Amtrak honors Pullman Porters with special ceremony

    Amtrak is taking a trip down memory lane this weekend to honor the historical Pullman Porters.

    The train transportation company will be bringing back five retired porters, stewards and chefs for the ceremonies, which begin today.
    On Saturday, May 9 they will be taking an Amtrak train to festivities for National Train Day in Philadelphia.
    The Pullman Porters served as train staff between 1936 and 1978.  At 200,000 strong, they were the largest group of employed Black men, and they often worked grueling hours while cheerfully tending to the needs of travelers from coast to coast.
    In order to earn their full, the porters would have to work more than 100 hours per week on average. Despite the rough conditions and long hours, they were still able to support their families and send their children to college.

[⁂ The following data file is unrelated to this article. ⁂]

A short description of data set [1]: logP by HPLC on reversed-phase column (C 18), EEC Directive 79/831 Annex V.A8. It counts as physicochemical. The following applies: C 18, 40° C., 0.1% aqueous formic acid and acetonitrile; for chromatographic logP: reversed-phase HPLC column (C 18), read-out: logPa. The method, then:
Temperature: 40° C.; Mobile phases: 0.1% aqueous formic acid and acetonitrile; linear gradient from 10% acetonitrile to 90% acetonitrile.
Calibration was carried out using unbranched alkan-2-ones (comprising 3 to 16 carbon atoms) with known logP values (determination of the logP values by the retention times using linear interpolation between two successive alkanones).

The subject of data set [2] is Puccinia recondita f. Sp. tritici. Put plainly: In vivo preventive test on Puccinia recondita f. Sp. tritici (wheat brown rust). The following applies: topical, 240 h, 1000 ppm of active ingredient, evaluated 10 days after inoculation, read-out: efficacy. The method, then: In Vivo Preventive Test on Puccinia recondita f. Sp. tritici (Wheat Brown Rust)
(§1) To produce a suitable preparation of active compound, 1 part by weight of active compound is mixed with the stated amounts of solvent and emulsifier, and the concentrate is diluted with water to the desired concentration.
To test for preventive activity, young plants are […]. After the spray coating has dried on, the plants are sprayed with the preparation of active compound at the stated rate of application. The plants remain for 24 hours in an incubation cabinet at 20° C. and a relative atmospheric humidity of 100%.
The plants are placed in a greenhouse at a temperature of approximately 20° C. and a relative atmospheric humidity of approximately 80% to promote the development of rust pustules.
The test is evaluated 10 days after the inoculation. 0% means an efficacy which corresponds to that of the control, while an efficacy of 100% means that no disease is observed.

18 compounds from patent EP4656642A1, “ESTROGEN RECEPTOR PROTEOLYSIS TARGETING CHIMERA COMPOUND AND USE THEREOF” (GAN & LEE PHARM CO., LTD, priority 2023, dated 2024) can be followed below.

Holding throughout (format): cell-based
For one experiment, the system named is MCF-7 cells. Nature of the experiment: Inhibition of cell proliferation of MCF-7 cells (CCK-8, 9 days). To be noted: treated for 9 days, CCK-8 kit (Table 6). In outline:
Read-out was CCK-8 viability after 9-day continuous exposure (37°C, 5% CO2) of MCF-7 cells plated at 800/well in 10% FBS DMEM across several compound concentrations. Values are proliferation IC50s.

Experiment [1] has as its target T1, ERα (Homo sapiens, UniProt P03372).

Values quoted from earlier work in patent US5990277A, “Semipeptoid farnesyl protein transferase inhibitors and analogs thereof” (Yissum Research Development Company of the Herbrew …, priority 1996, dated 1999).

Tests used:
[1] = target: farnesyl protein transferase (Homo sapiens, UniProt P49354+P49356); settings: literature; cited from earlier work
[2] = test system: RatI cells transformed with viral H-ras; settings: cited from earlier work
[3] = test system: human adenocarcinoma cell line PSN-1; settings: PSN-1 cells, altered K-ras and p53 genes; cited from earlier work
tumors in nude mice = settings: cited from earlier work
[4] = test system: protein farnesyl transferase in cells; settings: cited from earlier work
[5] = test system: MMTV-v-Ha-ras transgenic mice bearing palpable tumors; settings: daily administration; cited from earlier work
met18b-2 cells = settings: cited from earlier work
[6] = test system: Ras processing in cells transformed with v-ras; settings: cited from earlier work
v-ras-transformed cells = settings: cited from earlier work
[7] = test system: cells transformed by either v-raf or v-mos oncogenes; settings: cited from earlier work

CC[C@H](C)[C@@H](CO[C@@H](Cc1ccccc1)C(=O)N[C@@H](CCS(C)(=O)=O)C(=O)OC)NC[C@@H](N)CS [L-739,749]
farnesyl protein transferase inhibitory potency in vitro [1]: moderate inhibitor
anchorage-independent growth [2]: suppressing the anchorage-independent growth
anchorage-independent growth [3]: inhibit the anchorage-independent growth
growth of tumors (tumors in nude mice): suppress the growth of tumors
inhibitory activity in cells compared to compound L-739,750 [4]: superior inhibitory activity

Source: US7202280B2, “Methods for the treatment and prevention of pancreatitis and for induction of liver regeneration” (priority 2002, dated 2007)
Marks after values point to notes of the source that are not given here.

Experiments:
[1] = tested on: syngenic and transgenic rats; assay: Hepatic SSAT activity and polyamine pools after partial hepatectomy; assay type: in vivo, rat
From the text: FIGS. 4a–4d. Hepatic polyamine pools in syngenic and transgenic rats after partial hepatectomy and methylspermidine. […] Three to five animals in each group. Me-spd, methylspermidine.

In 2001 the A. Phillip Randolph Pullman Porter Museum began compiling a list of all the porters. That list was published in a book called An Anthology of Respect: The Pullman Porters National Historic Registry Of African American Railroad Employees.
    During the events in Philadelphia there will be guest speakers and plaques will be presented.  Attendees can also check out some of the large displays that will be set up.



    – Sonya Eskridge




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